After two weeks with Logan’s parents it was time to say ‘goodbye’ as they continued on with their holiday and we returned to our current reality of exploring Chiang Mai further.
Wat Jed Yod
This temple was quite close to our apartment and we discovered it one day when we were out geocaching. It happens to be one of the most important and oldest temples in Chiang Mai and the grounds were quite large, with some amazing structures and trees to wander among. We had entered through the main gate and needed to make our way through the grounds towards another entrance to look for the geocache.We found the cache under a sign and recorded the date and our details, pleased to see that a fellow Kiwi had placed/started this particular cache in November 2016. We walked back through the huge trees and watched a large group of little squirrels playing amongst the branches. While this was a bit of an accidental discovery, it certainly was a beautiful one and a very tranquil location.
Elephant Rescue National Park
We had long researched visiting an elephant sanctuary or rescue centre while in Chiang Mai and there were plenty to choose from. After much sifting through brochures, reading reviews and contacting a few places, we chose to visit the Elephant Rescue National Park. As it was such an amazing day and experience it needed its own blog post – which can be read in full here.
Wat Chedi Luang & Monk Chat
Logan had read up on the opportunity to interact with young monks to help them learn more and strengthen their English. We thought this would be a great experience for the whole family, particularly the boys. One location for ‘monk chats’ was Wat Chedi Luang, which is a famous temple in the middle of the city square that we also wanted to visit so two birds…. Foreigners enter through a gate to the left of the main gate and pay a nominal cost, adults are 40 THB/$1.70 NZD and children (under 135cm) 20 THB/$0.77 NZD. While Lincoln isn’t under 135cm they weren’t specifically measuring the children and he was charged at 20 baht and Braxton was free. The temple was beautiful and a very interesting experience as generally when we visit temple grounds we don’t go inside, but on this occasion I dressed appropriately (covered my knees and shoulders) as we did wish to look around inside. Most temples do have clothing to borrow or rent if you do turn up in not quite the correct attire, and this was also the case at this temple but it wasn’t required as I passed the once-over looks of those at the entrance gates.We looked through the main temple and around the grounds and marvelled at the structures and how much work would go into them when first constructed. Following this we headed to the ‘monk chats’ area but sadly there were no monks around at that time and they wouldn’t be back for another hour or so. With only one entry per ticket and the midday worms starting to bite we had to forgo waiting until they came back. A little disappointed, we headed off to see what we could find for lunch, and perhaps we might get another similar opportunity somewhere else along our travels.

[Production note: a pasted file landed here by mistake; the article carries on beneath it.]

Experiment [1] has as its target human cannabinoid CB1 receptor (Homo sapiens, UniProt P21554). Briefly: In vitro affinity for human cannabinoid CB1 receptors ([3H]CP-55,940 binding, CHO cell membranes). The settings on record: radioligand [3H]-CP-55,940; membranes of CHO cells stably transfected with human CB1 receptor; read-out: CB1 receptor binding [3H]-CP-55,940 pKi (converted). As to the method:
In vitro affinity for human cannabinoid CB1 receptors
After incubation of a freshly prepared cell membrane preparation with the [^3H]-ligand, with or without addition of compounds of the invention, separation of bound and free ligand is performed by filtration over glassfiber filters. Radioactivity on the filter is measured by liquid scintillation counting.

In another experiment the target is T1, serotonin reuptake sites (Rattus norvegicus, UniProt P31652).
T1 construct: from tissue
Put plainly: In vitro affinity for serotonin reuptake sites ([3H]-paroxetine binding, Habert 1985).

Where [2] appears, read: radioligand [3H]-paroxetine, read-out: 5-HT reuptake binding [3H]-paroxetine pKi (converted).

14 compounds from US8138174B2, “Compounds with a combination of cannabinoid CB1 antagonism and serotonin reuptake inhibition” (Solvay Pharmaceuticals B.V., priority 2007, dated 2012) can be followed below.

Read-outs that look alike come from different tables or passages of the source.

Muay Thai Kickboxing
The boys, especially Lincoln, had been keen to try Muay Thai after getting some specialty shorts at one of the markets, so we decided to all give it a try. Logan found the Lanna Muay Thai gym which was quite close to us and open for private sessions between 9.30am-4pm. We arrived around 10am and through some mixed communications we established that we could do a one and a half hour session for 600 THB/$24 NZD each for Logan and I and the boys would be 300 THB/$12 together. We were happy with this price as we thought the experience would be one we would all enjoy and remember for a long time.Our main trainer, Snook (who was 31 years old), took us through the warm up, firstly some stretches and then skipping – it’s been a long time since I skipped!! But it didn’t take us too long to get back into the swing of it, no matter how many times we stopped for a breather. Meanwhile, Lincoln and Braxton were practicing being ‘light on their feet’ by bouncing from side to side on a giant tyre. After a small break, Lincoln, Logan and I got our hands wrapped up and Braxton stepped into the ring with Nunk, who was 59 and very patient with the boys. Chai (22), another trainer, joined us and we went through the techniques used in Muay Thai; how to stand, how to punch, how to kick and how to move your body correctly with each movement.By this stage we were all getting pretty sweaty under the iron roof of the gym but yet our trainers were yet to shed a drop. Next we were onto some bag work and Lincoln alternated between this and being in the ring with Nunk. Time to practise what we had been taught and getting the timings right; the trainers were very encouraging and while we were hot and sweaty, it was pretty enjoyable as well. Another quick drinks break and we were onto the one-on-one with a trainer as they padded up and made us really work – an awesome stress release (not that we partially stressed at the moment!!) but still a lot of fun.Finally time to cool down and finish up with some more stretches. We were kindly given some bananas and dragonfruit as we cooled down and we spoke to the trainers more about their lifestyle as they all live onsite at the gym and train twice a day (6am-9.30am & 4-7pm), 6 days a week. This particular gym has been in operation for over 30 years and they have produced a number of champions, even some world champions, which is evident with the many trophies and posters proudly on display.
This was definitely a very cool experience for our family and thankfully the muscles weren’t too sore the following day.